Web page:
Boost for poorest pupils in draft budget
It is easy to see the influence of the Liberal Democrat Education Secretary Kirsty Williams in Tuesday's draft budget with a doubling of the pupil deprivation grant for the youngest and poorest learners.
The £4.5m boost for deprived children in the Foundation Phase was a key Lib Dem manifesto pledge.
Sources close to the education secretary say today's Budget represents a 3.5% rise, but that figure is hotly disputed by the Welsh Conservatives who say education faces cuts.
The big cut of the day came in the form of the scrapping of the Schools Challenge Cymru scheme.
Working with 40 secondary schools in some of Wales' most disadvantaged communities, the project had a budget of £20m and was aimed at improving results and the life chances of some of the country's poorest pupils.
Schemes in London and Manchester reported significant improvements in exam results over five years. But Kirsty Williams was not thought to be fan of the scheme and so its scrapping came as little surprise to some head teachers.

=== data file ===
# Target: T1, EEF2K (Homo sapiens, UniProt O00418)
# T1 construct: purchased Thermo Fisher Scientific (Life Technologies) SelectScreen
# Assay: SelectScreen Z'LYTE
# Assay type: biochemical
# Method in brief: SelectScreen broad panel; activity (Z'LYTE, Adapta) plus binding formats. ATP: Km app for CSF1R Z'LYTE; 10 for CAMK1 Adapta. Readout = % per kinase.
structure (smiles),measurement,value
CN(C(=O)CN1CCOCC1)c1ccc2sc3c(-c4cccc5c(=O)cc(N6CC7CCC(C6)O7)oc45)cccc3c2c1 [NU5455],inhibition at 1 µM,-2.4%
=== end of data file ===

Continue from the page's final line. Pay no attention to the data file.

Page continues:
Maureen Harris, head teacher of Bishop Hedley Catholic High School in Merthyr Tydfil said the £320,000 her school had received over the two years of the project had been used to support projects including staff training and development and ICT and science projects.
Although she was disappointed by the end of the scheme, Mrs Harris says she was grateful to have had the opportunity to be part of it.
"We had access to experts including Professor Mel Ainscow (who led the initiative) and many of the schools who took part did improve," she said.
"Of course we're disappointed that the scheme has come to an end."
Finance Secretary Mark Drakeford said the plans heralded "the biggest education reform package since the 1940's".
The head teachers' union the NAHT was cautious about what today's budget would mean for school finances and the all-important bottom line.
Rob Williams from the union said: "These reforms are against the backdrop of school budgets under pressure. Our members are struggling, they're losing staff and we're still talking about raising standards."